Segregation of African-Americans in the largest cities is on the decline and at its lowest point in more than a century, according to a report from the Manhattan Institute, a conservative think-tank.
The End of the Segregated Century: Racial Separation in America’s Neighborhoods, 1890-2010, written by Manhattan Institute fellows Edward Glaeser, a Harvard economics professor, and Jacob Vigdor, professor of public policy and economics at Duke, looks at what the authors call “the pervasive decline in segregation that occurred during the first decade of the twenty-first century.” According to the report, urban racial segregation is lower than it has been since 1910, prior to the mid-century migration of African Americans to cities.
The report is based on the authors’ analysis of data from 13 U.S. censuses from 1890 through 2010.
The authors note two transformations in residential segregation in the U.S. over the past century. Between 1910 and 1960 massive ghettos emerged in almost every major city as African American migration was met with White hostility. Since 1970, segregation has declined steadily and this integration has entirely erased the 1910 to 1960 rise. In 2010, they note, the segregation level in all but one of the 658 housing markets tracked by the Census Bureau was lower than the average level of segregation in 1970, and “segregation declined in 522 out of 658 housing markets overall between 2000 and 2010.”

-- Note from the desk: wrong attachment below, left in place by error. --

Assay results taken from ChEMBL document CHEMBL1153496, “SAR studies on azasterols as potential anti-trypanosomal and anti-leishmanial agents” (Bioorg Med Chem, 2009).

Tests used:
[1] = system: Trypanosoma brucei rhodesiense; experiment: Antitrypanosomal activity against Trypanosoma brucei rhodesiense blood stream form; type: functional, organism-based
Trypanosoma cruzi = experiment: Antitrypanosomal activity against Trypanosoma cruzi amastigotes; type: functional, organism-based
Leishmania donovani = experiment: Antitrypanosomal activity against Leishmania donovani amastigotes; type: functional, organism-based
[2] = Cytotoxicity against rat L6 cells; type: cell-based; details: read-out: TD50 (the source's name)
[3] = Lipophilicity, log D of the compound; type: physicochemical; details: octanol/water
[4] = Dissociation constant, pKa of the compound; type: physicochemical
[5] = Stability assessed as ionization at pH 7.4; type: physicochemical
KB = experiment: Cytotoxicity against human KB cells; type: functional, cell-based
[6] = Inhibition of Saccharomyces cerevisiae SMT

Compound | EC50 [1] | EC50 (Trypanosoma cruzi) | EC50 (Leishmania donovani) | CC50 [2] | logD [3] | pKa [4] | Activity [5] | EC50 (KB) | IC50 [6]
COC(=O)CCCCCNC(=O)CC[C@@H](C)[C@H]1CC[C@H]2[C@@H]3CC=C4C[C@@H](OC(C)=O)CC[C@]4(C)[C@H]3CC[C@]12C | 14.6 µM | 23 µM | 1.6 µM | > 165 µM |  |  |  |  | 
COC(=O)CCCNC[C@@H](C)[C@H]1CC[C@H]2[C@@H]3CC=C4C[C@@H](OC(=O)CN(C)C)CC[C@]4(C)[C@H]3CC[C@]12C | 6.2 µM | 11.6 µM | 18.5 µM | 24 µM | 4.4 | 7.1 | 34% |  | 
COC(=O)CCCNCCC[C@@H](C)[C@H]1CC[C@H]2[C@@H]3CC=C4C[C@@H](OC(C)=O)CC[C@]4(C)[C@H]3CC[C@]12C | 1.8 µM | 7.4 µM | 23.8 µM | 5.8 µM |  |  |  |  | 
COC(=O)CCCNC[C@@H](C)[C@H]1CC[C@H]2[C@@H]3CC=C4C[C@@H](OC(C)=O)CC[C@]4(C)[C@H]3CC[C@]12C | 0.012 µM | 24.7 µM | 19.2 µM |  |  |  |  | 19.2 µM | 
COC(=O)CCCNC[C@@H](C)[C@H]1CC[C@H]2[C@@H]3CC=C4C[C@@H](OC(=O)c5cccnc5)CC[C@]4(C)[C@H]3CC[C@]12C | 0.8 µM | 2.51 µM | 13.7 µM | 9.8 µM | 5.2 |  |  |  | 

As a result of this shift, all-White neighborhoods are effectively extinct. In 1960, one fifth of America’s urban neighborhoods had exactly zero Black residents, the report notes. “Today, African-American residents can be found in 199 out of every 200 neighborhoods nationwide. The remaining neighborhoods are mostly in remote rural areas or in cities with very little Black population.”
The study also finds that gentrification and immigration have made a dent in segregation. While these phenomena are clearly important in some areas, the rise of Black suburbanization explains much more of the decline in segregation. In addition, while ghetto neighborhoods persist, but most are in decline. For every diversifying ghetto neighborhood, many more house a dwindling population of Black residents.
According to Glaeser and Vigdor, the decline in segregation carries with it several lessons relevant to public policy debates:
- The end of segregation has not caused the end of racial inequality. Only a few decades ago, conventional wisdom held that segregation was the driving force behind socioeconomic inequality. The persistence of inequality, even as segregation has receded, suggests that inequality is a far more complex phenomenon.
- Access to credit has fostered mobility. At a time when proposed regulations threaten to eliminate the market for lending to marginal borrowers, it is important to recognize that there are costs and benefits associated with tightening credit standards.
- The freedom to choose one’s location has helped reduce segregation. Segregation has declined in part because African Americans left older, more segregated cities and moved to less segregated Sun Belt cities and suburbs. This process occurred despite some public attempts to keep people in these older areas.